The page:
pugilism was our Word of the Day on 02/26/2013. Hear the podcast!
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Recent Examples of pugilism from the Web
And once Christianity became championed by Rome, one of the most militaristic civilizations the world has known, philosophical discussions on the nature of good and evil became martial instructions for purges and pugilism.
Some see that same pugilism as a negative, especially when he's used it to deliver sharp upper cuts to top Republican leaders who had once been in his corner and now harshly criticize him as an ungrateful opportunist.
Being his first foray into professional pugilism, McGregor won rounds against one of the sport’s greatest.
Unlike most big-time pugilism spectacles, this fight is not a title bout.
Every generation of leftists angrily vents about liberalism’s slim ambitions and its paucity of pugilism.
The NHL boasts the fastest, most dynamic players in its 100-year history, but the sport of grace has a credibility gap so long as pugilism is accepted in an age of vigilant scrutiny of concussions and head injuries.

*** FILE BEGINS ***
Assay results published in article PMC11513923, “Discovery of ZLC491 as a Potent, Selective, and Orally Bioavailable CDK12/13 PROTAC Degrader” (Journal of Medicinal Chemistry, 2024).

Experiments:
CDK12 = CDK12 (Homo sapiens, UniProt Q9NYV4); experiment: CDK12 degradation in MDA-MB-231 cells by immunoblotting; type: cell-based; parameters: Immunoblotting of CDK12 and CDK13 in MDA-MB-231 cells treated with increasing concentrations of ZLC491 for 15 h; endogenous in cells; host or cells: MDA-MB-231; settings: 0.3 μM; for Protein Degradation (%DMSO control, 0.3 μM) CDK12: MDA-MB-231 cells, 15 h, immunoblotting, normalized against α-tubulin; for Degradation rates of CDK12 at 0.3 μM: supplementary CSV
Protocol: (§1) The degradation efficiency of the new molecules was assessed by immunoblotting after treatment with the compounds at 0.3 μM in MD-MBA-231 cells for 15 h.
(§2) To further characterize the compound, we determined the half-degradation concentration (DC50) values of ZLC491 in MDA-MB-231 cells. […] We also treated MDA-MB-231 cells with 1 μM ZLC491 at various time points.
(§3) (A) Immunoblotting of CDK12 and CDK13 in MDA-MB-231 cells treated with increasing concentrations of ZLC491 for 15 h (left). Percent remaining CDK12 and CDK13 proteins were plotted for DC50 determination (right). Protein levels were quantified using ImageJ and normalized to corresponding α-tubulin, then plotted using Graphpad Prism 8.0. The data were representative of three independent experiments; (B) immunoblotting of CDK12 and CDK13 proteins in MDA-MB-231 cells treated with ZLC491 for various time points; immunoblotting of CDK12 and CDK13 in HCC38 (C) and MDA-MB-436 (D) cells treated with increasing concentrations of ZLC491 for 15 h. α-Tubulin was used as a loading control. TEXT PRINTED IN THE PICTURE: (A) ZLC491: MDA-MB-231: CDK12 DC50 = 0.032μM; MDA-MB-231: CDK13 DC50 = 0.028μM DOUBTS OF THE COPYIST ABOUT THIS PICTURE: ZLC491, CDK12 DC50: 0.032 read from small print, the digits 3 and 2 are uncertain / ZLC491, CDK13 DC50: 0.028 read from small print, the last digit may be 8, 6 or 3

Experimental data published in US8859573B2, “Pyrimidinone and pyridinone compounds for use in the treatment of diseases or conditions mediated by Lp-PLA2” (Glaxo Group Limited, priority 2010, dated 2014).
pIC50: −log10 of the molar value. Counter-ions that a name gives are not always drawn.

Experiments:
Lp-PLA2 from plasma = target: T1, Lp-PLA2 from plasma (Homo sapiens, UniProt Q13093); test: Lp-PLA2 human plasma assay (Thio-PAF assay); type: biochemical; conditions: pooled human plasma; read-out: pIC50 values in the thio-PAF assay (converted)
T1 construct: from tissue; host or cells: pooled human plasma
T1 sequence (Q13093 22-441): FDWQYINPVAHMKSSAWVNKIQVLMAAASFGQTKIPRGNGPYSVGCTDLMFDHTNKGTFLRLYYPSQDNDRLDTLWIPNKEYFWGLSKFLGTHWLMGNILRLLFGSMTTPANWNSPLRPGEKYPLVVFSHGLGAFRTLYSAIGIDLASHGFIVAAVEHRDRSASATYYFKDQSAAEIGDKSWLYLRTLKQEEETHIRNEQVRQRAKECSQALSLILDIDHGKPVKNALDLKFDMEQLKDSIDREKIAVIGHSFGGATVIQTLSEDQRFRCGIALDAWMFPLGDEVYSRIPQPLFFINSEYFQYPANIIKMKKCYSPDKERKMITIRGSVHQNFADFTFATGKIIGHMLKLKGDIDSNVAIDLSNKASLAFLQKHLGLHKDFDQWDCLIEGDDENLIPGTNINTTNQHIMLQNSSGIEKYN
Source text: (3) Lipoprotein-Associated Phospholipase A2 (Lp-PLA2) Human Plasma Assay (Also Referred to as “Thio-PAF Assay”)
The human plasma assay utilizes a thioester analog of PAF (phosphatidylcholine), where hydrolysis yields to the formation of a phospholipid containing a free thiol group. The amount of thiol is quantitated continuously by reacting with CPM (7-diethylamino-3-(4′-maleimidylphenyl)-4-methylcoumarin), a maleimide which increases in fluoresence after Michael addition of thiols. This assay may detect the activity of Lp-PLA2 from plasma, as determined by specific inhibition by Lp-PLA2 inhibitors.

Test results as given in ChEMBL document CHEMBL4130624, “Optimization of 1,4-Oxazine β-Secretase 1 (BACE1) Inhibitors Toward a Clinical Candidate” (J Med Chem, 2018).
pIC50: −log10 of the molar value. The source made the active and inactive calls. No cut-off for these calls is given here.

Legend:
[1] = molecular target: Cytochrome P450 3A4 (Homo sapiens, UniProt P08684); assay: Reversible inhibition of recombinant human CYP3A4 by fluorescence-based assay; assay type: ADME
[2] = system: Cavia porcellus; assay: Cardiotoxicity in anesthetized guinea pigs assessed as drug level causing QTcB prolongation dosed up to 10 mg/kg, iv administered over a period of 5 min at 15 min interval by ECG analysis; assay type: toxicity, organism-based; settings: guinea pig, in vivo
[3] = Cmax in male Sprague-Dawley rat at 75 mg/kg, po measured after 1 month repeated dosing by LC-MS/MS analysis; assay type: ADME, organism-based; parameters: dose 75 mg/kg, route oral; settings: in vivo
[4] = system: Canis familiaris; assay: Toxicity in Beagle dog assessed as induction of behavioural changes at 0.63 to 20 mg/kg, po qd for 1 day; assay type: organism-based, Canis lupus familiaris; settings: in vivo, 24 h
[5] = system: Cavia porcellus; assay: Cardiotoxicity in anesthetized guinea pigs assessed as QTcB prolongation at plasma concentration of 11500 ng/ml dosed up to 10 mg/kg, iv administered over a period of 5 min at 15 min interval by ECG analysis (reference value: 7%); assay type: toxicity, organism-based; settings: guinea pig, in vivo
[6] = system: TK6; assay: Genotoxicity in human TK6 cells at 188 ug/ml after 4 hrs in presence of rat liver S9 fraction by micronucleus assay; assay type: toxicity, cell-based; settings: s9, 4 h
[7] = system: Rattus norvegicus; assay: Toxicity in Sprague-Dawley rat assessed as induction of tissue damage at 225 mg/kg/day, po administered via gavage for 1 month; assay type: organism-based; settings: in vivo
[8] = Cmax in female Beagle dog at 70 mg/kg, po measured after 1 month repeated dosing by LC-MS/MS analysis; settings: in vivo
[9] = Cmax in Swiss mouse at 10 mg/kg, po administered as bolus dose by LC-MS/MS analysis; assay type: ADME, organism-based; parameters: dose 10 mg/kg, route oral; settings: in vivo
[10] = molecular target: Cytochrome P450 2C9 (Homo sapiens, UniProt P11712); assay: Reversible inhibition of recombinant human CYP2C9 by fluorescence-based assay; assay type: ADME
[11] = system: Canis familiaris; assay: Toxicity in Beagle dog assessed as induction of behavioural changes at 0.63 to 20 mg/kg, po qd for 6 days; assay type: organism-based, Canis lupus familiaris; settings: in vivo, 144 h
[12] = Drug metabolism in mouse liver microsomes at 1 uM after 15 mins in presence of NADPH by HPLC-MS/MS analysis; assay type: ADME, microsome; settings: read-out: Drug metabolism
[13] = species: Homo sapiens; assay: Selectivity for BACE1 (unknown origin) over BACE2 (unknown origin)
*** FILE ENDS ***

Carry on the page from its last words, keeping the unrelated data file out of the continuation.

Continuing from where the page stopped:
At the same time, even ideological hard-liners who share the president’s pugilism but not his pragmatism have stuck by him because Mr. Trump has made the right enemies — and gleefully ridiculed them with public insults rarely heard from a president.
These example sentences are selected automatically from various online news sources to reflect current usage of the word 'pugilism.' Views expressed in the examples do not represent the opinion of Merriam-Webster or its editors. Send us feedback.
Did You Know?
The practice of fighting for sport was in place in a number of Mediterranean civilizations by 1500 B.C. (and recent evidence suggests that it may have flourished in parts of eastern Africa before that). By the 7th century B.C., boxing had become a staple of the Olympic Games in Greece. Soon afterward, the Romans picked up the sport and introduced the word pugil (a noun related to the Latin pugnus, meaning "fist") to refer to a boxer. Boxing faded out with the decline of the Roman Empire, but resurged in popularity in the18th century. By the 1790s, "pugilist" and "pugilism" were firmly entrenched in the English lexicon.
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